Beginning this week, Vox will sit down with one single Hoya and interview them to make sure you find your match. This week, we sat down with Jared Kimler, a junior in the College majoring in Classics.
Name: Jared Kimler
Origin: Natick, Mass. Suburb, 20 minutes from Boston. They have a mall.
VOX - Tell me a little bit about yourself
JARED - Well, I’ve recently been painting a lot with friends. We’ve been throwing some paint parties.
Despite Georgetown University Fossil Free’s (GUFF) hard work and multiple efforts to convince the University to divest, the Committee on Investment and Social Responsibility (CISR) has rejected its most recent proposal.
A statement from CISR chair Jim Feinerman says, “After four months of discussion and consideration, the CISR voted against the adoption of GUFF’s final proposal to divest completely from fossil fuel companies.”
The proposal states that the University should completely divest from the 200 largest fossil fuel companies in the next three years. It was then sent to CISR, whose role is to examine proposals prepared by members of the Georgetown community concerning socially responsible divestment.
When explaining the committee’s reasons for rejecting the proposal, Feinerman pointed out the complexity of the issue as well as the monetary problems involved. He also emphasized the thoughtful and serious consideration the committee gave on the proposal.
Although D.C. voted to legalize marijuana last November with Initiative 71, members of Congress are attempting to prevent the passage of this legislation. This led Justin Robinson, a D.C. native, to organize a grassroots campaign called “Not Your District Political Action Committee”. He is seeking to support politicians who recognize D.C.’s state independence and refrain from interfering with its legislation.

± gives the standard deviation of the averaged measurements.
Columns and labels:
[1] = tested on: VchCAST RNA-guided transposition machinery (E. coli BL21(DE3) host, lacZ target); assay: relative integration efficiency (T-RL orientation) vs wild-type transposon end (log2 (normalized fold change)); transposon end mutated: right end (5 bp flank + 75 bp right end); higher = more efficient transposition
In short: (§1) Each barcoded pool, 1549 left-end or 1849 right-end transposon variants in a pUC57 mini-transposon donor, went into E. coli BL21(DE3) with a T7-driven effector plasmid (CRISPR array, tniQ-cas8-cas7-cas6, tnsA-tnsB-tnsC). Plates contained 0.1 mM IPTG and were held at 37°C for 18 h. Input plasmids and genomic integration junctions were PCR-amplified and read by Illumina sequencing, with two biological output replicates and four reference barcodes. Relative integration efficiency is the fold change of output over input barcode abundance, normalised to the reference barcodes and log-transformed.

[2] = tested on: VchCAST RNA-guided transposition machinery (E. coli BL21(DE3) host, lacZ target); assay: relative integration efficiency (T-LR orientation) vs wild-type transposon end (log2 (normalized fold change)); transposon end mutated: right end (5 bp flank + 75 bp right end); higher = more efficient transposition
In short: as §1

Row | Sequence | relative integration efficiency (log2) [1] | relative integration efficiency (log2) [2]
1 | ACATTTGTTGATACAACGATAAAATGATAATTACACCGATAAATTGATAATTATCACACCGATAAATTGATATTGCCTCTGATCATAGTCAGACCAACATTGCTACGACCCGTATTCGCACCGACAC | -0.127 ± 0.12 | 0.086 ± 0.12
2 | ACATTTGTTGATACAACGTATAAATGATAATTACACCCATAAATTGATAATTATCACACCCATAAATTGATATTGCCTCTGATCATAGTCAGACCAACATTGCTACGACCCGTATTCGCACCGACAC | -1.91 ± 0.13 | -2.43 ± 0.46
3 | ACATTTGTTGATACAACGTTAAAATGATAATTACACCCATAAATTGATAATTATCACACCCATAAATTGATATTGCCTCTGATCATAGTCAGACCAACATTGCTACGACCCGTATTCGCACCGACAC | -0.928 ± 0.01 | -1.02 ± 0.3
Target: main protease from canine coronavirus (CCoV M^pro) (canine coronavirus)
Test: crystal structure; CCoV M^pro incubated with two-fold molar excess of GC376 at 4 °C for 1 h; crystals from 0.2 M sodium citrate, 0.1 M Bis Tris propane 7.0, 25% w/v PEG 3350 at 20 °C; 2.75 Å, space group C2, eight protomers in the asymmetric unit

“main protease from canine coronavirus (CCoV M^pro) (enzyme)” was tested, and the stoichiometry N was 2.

After representative Andy Harris sought to prevent the passage of Initiative 71, Robinson decided to start his PAC. “It’s pretty much one of the most undemocratic things that I’ve seen happen,” Robinson, a fifth-generation native Washingtonian told DCist.
With this campaign, Robinson is planning to raise awareness and update the general public about Congress’s decisions related to Initiative 71.
Following the tragic Yellow Line accident on Jan. 12th, which trapped passengers on a smoke-filled subway train and left one woman dead, the Metro has begun to address safety concerns and spoke publicly on the cause of the incident.
The Washington Post reports that Metro officials have addressed the condition of the ventilation fans in the tunnels. The National Transportation Board has also affirmed that the ventilation fans “weren’t functioning as intended” after tests were performed shortly after the incident.
In order to ensure proper ventilation, Metro’s deputy general manager Rob Troup has started an immediate, full-scale investigation of all 200 fans and 81 ventilation shafts throughout the subway system.
Very comforting to see Georgetown back to playing its old style of down to the wire basketball.
— Georgetown Heckler (@GtownHeckler) January 24, 2015
They say that every cigarette you smoke takes seven minutes off your life. Well as Georgetown Heckler points out, the same thing happens after every basketball game Vox watches.
"The derivative of Amazon is Amazon prime." — Georgetown
— Yik Yak (@YikYakApp) January 27, 2015
Well my fellow Hoyas, it seems as though the days of comme ci, comme ça coffee are no more: The Corp has officially chosen a new coffee vendor. And a pretty cool one, at that.